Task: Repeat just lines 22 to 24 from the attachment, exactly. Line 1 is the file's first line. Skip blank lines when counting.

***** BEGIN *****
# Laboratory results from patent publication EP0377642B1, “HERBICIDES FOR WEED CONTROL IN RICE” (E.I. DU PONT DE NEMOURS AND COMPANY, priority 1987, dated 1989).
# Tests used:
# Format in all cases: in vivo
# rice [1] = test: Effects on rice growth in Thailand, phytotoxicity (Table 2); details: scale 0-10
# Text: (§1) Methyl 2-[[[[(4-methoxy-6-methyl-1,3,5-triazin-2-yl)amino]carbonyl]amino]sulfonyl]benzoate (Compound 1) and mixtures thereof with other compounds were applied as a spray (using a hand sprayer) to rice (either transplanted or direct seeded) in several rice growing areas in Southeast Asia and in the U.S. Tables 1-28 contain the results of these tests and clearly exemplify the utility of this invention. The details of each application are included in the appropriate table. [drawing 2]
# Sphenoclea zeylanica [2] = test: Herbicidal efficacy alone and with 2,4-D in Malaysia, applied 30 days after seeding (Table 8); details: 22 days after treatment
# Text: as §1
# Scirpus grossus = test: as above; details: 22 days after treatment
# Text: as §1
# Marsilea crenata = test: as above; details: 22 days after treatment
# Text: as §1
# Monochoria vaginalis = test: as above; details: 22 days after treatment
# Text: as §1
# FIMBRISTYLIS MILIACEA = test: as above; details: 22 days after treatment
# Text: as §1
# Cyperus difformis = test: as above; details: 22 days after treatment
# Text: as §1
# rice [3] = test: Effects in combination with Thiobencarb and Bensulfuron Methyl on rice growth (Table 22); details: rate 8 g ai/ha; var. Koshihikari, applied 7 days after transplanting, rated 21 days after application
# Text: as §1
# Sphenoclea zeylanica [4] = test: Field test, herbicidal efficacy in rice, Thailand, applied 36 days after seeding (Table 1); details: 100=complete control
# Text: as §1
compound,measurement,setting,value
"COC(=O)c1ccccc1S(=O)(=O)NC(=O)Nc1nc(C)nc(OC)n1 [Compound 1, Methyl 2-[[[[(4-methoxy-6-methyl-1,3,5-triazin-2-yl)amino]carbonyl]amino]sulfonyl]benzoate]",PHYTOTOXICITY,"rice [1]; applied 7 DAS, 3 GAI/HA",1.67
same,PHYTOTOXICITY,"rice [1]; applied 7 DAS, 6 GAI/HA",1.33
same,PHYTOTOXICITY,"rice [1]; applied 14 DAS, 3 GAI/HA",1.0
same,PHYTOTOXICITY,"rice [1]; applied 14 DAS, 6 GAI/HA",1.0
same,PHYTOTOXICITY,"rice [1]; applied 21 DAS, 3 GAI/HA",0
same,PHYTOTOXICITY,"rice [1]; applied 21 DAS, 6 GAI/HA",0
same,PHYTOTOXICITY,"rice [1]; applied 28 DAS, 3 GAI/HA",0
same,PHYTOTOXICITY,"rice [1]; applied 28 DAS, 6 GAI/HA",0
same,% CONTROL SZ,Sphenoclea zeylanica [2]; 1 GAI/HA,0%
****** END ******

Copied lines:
compound,measurement,setting,value
"COC(=O)c1ccccc1S(=O)(=O)NC(=O)Nc1nc(C)nc(OC)n1 [Compound 1, Methyl 2-[[[[(4-methoxy-6-methyl-1,3,5-triazin-2-yl)amino]carbonyl]amino]sulfonyl]benzoate]",PHYTOTOXICITY,"rice [1]; applied 7 DAS, 3 GAI/HA",1.67
same,PHYTOTOXICITY,"rice [1]; applied 7 DAS, 6 GAI/HA",1.33